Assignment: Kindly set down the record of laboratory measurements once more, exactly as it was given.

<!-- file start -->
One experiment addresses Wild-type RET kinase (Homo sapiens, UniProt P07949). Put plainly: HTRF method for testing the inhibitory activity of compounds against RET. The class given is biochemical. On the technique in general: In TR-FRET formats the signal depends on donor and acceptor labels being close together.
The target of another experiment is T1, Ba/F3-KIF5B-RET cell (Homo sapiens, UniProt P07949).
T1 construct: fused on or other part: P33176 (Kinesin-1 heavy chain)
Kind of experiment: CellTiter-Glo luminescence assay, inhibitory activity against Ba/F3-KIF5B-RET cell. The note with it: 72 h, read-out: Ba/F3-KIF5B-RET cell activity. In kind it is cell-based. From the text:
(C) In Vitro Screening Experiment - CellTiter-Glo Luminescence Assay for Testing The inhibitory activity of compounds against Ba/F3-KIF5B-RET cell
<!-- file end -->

One experiment addresses Wild-type RET kinase (Homo sapiens, UniProt P07949). Put plainly: HTRF method for testing the inhibitory activity of compounds against RET. The class given is biochemical. On the technique in general: In TR-FRET formats the signal depends on donor and acceptor labels being close together.
The target of another experiment is T1, Ba/F3-KIF5B-RET cell (Homo sapiens, UniProt P07949).
T1 construct: fused on or other part: P33176 (Kinesin-1 heavy chain)
Kind of experiment: CellTiter-Glo luminescence assay, inhibitory activity against Ba/F3-KIF5B-RET cell. The note with it: 72 h, read-out: Ba/F3-KIF5B-RET cell activity. In kind it is cell-based. From the text:
(C) In Vitro Screening Experiment - CellTiter-Glo Luminescence Assay for Testing The inhibitory activity of compounds against Ba/F3-KIF5B-RET cell